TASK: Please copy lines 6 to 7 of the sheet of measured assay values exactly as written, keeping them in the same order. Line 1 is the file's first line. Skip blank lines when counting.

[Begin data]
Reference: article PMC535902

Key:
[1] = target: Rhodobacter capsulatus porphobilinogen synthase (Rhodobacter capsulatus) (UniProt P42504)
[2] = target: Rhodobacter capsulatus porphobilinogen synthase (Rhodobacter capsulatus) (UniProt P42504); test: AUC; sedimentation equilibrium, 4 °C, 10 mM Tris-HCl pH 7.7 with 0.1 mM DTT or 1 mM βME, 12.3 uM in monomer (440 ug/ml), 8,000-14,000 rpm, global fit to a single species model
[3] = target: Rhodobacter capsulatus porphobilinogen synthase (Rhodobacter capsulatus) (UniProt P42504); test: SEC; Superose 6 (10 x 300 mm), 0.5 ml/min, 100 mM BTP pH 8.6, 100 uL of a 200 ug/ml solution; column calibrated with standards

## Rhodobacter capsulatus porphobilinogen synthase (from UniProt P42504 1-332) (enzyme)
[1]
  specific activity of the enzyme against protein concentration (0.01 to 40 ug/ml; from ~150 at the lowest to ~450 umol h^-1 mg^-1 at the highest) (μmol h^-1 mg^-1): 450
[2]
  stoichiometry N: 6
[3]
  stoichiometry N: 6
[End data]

## Rhodobacter capsulatus porphobilinogen synthase (from UniProt P42504 1-332) (enzyme)
[1]